Why Our Expectations of God Are Unrealistic

Sue Bohlin's picture
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In my last blog post I talked about “Unrealistic Expectations” and promised to explore some of the reasons our expectations of God are unrealistic (and thus why we get frustrated or even furious with Him). I mentioned several ways in which we think God should act. Here are my responses to why those expectations are unrealistic.

Show the same grace to all of us by treating us all the same

No child ever has to be taught about fairness. The heart’s cry for justice is part of our design. But we are broken in our understanding of so many things, and we usually equate fairness with equality. We want God to treat everyone the same way. But God isn’t doing the same thing in everyone; He is creating a masterpiece that will bring glory to Him and goodness to us for all eternity, and His means and tools will differ from person to person. Creating a masterpiece of sculpture in a piece of marble takes different tools and techniques than creating a masterpiece of an oil painting. It’s a good thing that God doesn’t treat us all the same.

Give us an easy life

Easy, sheltered, enabled lives produce spoiled, entitled children. God’s intention is that we grow up to maturity, which necessitates learning to survive the bumps in the road and the harder aspects of living in a fallen world. He is creating an adult, glorious bride for the Lamb, who is fit to reign with Him. An easy life is completely inadequate to the task of preparing us as the church to become the bride of Christ.

If I do all the right things to be "a good person," God should do His part to make life work the way I want it to

That linear “A ensures B” kind of thinking makes sense to our limited, immature minds, but reality doesn’t work that way. We cannot manipulate God to make life work the way we want it to. We are part of a much bigger picture that involves spiritual warfare, the battle against our own flesh, and God’s purposes that can only be accomplished in ways we don’t understand in the process.

One of the most important places of understanding God wants us to reach is the profound truth I saw on a t-shirt once:

2 essential truths:
   1. There is a God.
   2. You are not him.

God is God, and we are not. We don’t get to dictate the way life works, and God will lovingly bring us to the point, as many times as necessary, where we let go of the illusion that we are in control.

He is in control. We are not. And that’s a good thing.

But the granddaddy of unrealistic, albeit understandably so, expectations are these:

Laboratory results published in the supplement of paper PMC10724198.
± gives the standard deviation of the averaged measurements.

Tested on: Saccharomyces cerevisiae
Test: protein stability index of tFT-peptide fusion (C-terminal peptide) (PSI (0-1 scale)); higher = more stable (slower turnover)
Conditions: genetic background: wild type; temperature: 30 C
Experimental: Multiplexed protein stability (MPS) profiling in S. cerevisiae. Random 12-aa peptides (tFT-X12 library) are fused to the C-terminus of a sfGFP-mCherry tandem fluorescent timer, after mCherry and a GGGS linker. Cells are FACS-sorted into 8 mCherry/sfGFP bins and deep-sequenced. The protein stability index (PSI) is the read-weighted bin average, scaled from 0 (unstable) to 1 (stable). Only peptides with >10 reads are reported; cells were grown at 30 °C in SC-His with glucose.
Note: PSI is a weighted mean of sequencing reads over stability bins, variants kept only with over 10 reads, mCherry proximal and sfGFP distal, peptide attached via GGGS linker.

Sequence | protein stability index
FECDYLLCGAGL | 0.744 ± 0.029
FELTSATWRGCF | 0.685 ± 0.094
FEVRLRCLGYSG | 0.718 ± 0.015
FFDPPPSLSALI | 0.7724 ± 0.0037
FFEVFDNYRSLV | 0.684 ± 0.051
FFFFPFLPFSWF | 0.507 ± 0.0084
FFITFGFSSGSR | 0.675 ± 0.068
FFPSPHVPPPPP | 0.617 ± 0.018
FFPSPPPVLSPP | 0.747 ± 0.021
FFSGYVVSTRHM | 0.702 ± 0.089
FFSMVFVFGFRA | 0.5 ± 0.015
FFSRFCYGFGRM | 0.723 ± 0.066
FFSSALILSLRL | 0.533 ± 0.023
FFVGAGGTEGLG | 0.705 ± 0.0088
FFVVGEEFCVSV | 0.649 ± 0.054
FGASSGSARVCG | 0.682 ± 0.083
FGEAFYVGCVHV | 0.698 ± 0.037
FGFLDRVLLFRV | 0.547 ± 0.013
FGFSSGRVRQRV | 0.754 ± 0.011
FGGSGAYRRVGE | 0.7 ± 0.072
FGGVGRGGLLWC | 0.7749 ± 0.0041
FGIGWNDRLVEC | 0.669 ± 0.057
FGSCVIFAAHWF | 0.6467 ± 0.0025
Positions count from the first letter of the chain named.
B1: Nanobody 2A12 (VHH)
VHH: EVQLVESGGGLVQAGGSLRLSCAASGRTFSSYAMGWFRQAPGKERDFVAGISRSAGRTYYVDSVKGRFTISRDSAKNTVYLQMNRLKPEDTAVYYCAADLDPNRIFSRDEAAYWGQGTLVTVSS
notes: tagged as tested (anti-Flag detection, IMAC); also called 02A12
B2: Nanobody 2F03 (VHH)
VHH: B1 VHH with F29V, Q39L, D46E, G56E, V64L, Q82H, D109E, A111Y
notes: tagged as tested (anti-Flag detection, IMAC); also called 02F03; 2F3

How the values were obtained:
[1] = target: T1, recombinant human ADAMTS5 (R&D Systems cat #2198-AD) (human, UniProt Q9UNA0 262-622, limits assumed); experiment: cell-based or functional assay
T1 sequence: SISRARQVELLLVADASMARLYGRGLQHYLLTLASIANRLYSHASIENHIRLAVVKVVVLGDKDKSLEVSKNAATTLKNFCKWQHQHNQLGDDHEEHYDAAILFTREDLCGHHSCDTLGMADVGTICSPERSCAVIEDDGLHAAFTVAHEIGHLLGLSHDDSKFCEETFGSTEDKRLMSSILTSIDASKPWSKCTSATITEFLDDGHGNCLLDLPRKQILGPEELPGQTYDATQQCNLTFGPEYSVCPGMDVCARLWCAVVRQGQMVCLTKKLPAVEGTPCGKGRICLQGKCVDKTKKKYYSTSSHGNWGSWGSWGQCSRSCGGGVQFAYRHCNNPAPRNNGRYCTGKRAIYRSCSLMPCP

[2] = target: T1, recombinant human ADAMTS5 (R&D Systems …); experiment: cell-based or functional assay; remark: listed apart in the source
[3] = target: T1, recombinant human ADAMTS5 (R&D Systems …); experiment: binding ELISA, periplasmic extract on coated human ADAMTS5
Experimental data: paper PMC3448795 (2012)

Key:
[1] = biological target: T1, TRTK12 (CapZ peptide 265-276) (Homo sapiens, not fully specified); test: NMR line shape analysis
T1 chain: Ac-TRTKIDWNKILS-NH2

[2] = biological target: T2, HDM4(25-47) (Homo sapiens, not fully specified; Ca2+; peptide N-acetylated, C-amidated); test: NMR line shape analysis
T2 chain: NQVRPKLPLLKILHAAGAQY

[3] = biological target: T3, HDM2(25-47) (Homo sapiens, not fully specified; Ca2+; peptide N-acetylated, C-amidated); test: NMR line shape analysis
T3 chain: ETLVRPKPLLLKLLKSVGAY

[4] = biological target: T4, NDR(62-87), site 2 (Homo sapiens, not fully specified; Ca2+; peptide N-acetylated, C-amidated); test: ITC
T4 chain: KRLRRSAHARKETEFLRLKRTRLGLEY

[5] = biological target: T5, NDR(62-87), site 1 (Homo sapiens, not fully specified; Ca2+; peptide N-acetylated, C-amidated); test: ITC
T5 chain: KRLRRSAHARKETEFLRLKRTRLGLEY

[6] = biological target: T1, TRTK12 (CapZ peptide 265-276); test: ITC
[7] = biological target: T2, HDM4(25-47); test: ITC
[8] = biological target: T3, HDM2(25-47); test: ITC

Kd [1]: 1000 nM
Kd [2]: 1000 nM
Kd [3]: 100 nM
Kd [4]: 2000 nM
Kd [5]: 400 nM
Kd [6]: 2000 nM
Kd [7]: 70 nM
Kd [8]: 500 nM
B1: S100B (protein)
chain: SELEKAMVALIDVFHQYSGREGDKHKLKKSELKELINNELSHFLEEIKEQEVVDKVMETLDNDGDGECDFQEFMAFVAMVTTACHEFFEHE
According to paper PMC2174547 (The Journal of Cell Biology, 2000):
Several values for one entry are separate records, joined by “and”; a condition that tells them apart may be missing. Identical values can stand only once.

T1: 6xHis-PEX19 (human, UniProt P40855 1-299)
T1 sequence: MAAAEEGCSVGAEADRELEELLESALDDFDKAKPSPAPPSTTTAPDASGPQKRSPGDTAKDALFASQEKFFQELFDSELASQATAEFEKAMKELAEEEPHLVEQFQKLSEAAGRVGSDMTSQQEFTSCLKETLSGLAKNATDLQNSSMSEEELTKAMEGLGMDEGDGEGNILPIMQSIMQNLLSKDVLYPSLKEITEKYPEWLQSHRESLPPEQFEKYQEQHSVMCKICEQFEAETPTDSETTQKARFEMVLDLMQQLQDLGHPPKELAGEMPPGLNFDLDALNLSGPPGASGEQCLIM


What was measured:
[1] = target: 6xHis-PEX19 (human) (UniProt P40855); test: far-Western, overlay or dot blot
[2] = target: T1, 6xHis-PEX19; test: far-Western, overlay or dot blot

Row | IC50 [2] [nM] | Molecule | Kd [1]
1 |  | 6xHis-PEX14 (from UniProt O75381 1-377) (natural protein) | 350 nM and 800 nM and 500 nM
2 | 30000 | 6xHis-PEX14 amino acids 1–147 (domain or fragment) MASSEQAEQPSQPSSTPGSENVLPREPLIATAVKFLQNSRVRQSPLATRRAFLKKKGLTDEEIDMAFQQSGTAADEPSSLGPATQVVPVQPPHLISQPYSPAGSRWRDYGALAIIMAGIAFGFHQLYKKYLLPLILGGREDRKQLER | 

• Protect the innocent from pain and suffering
• Protect the people who maybe-aren't-so-innocent-but-not-as-bad-as-axe-murderers from pain and suffering

This is really the bottom line issue for most problems with our understanding of God, the age-old difficult question, “How can a good and loving God allow pain and suffering?”

The bottom line answer is that because of the sinful choices of Adam and Eve, we all live in a world where evil and suffering were unleashed. Our world is now fallen and corrupt, and bad things happen all the time. Part of the equation is that God honors our choices, which are significant and real—even the choices that bring unintended consequences of pain and suffering. Yet God is in control, and He can redeem even the most heinous choices and the most awful pain and suffering. He delights to exchange “a crown of beauty instead of ashes, the oil of gladness instead of mourning, and a garment of praise instead of a spirit of despair” (Is. 61:3).

We have a hard time imagining how God can bring good out of evil, and especially out of our pain. Sometimes it’s even harder when we look outside ourselves, to the suffering of innocent children such as the growing number of children abused and murdered by their mothers’ boyfriends. And I really don’t have an answer for that; I just know that God is good, and He is loving, and my inability to see how He will make it all okay in the end does not affect whether it’s true or not.

One of my favorite stories comes from my dear friend whom I’ll call Emily, who was not only raped repeatedly by her father from the time she was two years old, but he would take money from his friends so they could abuse her as well. Emily has a vibrant relationship with Jesus, especially because she has learned to listen to Him.

One day after the Holy Spirit gently restored a vivid memory of one of these gang-rape sessions for her to process, she said, “Jesus, I had a sense of being covered in something heavy, like a stack of blankets, while the abuse was going on. What was that about?” The Lord lovingly told her, “That was Me lying on top of you, protecting you from the full brunt of the abuse you were experiencing. The men had to come through Me to get to you, and I took a portion of their evil into Myself before it got to you.” Through her tears, she asked, “But why? How could there possibly be any good to come out of that horrific sexual abuse?” Jesus said, “Beloved, you are a diamond of great value. Every incident of abuse that you sustained was a hammer and chisel in My Father’s hands, creating a new facet in the diamond. When you see the finished product, you won’t believe the stunning beauty of the jewel that you are. And you will say it was worth it.”

(Incidentally, Emily hasn’t had to wait till heaven to start seeing the value of her horrific suffering. She has been able to be “Jesus with skin on” to other wounded women and children because she understands their suffering.)

The reason our expectations of God are so often unrealistic is because He is so much bigger, so much more glorious, so much more loving, so much more in control, than we can possibly comprehend. May we grow in our understanding as He continues to prove Himself faithful and good—in everything.

 

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